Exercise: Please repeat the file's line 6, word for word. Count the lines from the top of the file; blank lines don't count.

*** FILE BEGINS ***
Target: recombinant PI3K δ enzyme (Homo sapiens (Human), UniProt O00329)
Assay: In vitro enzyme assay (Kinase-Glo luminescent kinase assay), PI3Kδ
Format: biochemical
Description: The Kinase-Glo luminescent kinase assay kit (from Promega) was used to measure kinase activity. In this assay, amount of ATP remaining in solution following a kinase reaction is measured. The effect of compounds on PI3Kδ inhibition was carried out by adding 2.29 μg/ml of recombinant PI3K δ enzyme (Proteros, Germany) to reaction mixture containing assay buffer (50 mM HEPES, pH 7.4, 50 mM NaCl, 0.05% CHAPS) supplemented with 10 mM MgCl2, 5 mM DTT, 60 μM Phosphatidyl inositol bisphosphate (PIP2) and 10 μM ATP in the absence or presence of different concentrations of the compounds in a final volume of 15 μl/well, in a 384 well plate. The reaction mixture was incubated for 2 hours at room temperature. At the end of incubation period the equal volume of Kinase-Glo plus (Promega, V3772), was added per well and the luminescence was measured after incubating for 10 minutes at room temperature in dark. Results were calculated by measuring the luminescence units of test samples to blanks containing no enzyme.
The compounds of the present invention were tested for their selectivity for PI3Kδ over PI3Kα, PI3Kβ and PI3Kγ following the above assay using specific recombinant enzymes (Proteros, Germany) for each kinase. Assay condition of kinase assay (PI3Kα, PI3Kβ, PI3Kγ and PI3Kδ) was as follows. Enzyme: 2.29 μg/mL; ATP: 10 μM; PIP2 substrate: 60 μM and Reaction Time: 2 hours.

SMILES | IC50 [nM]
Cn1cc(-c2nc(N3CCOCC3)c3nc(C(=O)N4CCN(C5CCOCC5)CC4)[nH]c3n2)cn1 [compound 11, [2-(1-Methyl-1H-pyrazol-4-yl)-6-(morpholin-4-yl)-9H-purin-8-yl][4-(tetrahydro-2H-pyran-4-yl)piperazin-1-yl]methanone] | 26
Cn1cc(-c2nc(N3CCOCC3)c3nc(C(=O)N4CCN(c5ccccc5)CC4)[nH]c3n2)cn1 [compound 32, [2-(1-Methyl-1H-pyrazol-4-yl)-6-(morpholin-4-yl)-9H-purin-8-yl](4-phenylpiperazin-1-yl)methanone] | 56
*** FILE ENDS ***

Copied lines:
SMILES | IC50 [nM]